The author who took Princess Margaret out to tea
Hardacre is the sweeping rags to riches story of the Hardacre family. It follows generations of the Hardacres from Victorian times to the 1950s, and their rise from humble beginnings to a position of great wealth.
Brought up in extreme poverty, Mary Hardacre could never have imagined that one day she would travel to Buckingham Palace to see her daughter, Jane, presented at Court. CL (‘Clem’) Skelton, the author of Hardacre, had his own personal experience of Palace life. His father was a professional soldier with the Duke of Wellington’s Regiment and an equerry to George V. Because of this association with royalty, as a boy Clem had a brief spell at Harrow. But at the age of 14, he ran away from home and joined a touring theatre company, where he played Shakespearian parts. It was the beginning of a lifelong interest in acting, which included performing in London’s West End.
During those London years, he maintained the royal connection established by his now retired father, visiting Queen Mary for tea, at frequent intervals. On one such occasion, he was charmed but more than a little uneasy when Queen Mary insisted he ‘must take her granddaughter out to dinner.’ With barely enough change in his pocket for the cab fare to Buckingham Palace, the usually penniless young actor arrived at his destination to be met by Princess Margaret and an entire party of dinner guests.
A splendid meal was enjoyed by all at her favourite restaurant, though Clem would have enjoyed it considerably more had he been party to the knowledge that with a guest so close to the throne, he was not permitted to pay, an old tradition that meant the bill went tidily to Buck House. On learning this happy fact, Clem ordered a fresh round of brandies for all. And cigars.
They had hired a landau for the occasion, and as it was a warm September day they were able to leave it open for the drive from Grosvenor Square to the palace, where Jane was to be received by the King and Queen. She was being chaperoned by Mary and the countess, though Mary’s presence was a little unwilling.
‘I allus feel so out of place among all of them swells,’ she had said.
‘Don’t let that worry you,’ the countess had replied, ‘Sam Hardacre’s daughter is a prize catch this season; there’ll be more than a few impoverished matrons with instructions to get to know her so that their sons may be invited to her party.’
‘Do people really behave like that about their own?’ Mary asked.
‘Indeed they do,’ the countess replied. ‘Some do it better than others, and I do it better than any of them.’ She gave a satisfied smile.
The preparations had been going on for what had seemed months to Jane. The main item had of course been the Dress. It had been chosen with care and much deliberation. The countess had listened to everyone’s suggestions and then discarded them all, relying solely on her own judgement. The Dress had to be of plain white silk, with an absolute minimum of adornment. Tight-waisted of course, and Jane would have to suffer that instrument of torture, the body corset laced to maximum tightness, for at least the one day. It would have a plain apron front and an equally plain train, unrelieved even by a row of stitching. The mandatory fan of ostrich feathers was also plain and simple. The countess had decided that since the whole of London would be decorated to look like ‘the display window of a Covent Garden flower shop, the way to make your mark, my dear, is to be as plain as a pikestaff. So no frills, no lace, no flowers, no decorations.’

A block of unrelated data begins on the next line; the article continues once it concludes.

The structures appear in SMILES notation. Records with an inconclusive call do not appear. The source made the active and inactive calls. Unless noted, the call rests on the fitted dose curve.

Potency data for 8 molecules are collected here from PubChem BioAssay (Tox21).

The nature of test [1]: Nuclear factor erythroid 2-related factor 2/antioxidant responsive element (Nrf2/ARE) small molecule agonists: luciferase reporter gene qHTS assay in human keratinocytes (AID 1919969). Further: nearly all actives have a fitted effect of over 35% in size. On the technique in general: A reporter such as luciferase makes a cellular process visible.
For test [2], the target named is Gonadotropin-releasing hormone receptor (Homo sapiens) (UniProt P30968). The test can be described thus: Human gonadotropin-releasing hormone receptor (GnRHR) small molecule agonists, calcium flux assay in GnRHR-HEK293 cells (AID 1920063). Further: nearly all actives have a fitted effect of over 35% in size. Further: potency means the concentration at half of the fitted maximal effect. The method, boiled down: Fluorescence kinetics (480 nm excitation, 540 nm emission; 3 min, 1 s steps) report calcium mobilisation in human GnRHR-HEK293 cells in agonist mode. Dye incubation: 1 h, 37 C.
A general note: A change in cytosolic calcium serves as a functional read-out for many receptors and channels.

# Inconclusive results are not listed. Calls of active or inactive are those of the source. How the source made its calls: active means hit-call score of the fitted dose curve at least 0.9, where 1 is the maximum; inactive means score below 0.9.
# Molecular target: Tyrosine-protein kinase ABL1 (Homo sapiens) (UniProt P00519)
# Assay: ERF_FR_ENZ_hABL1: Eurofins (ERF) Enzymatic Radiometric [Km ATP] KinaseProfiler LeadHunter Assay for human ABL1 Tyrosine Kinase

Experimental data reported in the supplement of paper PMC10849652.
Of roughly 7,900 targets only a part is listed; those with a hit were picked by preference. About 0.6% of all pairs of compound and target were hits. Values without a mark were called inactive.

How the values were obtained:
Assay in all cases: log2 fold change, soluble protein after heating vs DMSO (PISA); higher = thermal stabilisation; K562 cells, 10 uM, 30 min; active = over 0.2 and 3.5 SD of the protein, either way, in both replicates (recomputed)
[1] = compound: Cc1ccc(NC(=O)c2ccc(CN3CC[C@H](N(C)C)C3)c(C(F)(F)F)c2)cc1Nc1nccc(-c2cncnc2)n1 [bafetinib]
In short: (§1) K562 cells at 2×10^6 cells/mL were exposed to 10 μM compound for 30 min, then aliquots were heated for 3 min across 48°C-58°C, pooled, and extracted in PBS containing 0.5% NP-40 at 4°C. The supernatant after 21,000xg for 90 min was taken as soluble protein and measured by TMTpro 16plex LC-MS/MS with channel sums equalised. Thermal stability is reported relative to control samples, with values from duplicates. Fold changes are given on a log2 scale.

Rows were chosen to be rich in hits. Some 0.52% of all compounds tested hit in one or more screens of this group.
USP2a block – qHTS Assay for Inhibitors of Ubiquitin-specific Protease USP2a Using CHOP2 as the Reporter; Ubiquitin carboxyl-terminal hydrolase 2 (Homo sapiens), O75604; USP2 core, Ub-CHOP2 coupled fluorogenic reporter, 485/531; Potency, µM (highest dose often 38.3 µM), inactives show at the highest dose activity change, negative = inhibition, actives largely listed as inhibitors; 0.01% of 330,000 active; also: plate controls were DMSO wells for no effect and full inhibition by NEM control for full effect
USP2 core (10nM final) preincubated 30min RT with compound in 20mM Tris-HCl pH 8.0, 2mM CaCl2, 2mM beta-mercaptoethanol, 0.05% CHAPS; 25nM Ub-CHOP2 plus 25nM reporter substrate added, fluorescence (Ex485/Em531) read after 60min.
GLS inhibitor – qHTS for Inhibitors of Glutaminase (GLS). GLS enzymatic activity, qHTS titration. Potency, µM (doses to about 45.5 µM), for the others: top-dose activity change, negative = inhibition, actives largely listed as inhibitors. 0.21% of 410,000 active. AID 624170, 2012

As for the rest of the family, with commendable lack of courage Sam had managed to find an unbreakable business engagement for the day; Harry was up at Hardacres; Judith, who was getting very near her time, was at Grosvenor Square with a nurse in attendance; while Joe and his family, much to Helen’s disgust, had not been included in the invitations.
The streets of London were crowded as they drove down Park Lane to Hyde Park Corner, narrowly missing a horse bus as they turned into Constitution Hill, where one of the new, noisy, smelly horseless carriages made one of their horses shy.
‘Disgusting things,’ said the countess.
‘You don’t really think so, Aunt Harriet,’ said Jane. ‘I’ve been trying to get Daddy to buy one for ages.’
‘Joe’s got two,’ said Mary.
‘I know,’ replied Jane, ‘but he won’t let me learn to drive them.’
‘And I should certainly hope not,’ said the countess. ‘That is no fitting pastime for a young lady of good breeding.’
Jane was already showing signs of an independence beyond that which was expected of a young lady of her station in life. She had, only a couple of days ago, to her mother’s horror and to the delight of the countess, referred to the London season as ‘that cattle market’.
‘The girl’s right you know,’ the countess had said. ‘Everyone there has a price tag, and everyone there knows exactly what it is.’
‘I’m sure that I don’t,’ Mary replied.
‘That’s because you’re a lady, and there’s damned few of those about today,’ replied the countess. ‘I’m not a lady, I’m one of them. I can tell you every matron who wants her child to marry money, and those who don’t want that want a title, and everybody is rated and graded according to how much they have of each.’
As for Jane, she did not care. It had come to her ears that a certain very junior officer in the Royal Navy would be at the presentation, and that was all that mattered as far as she was concerned.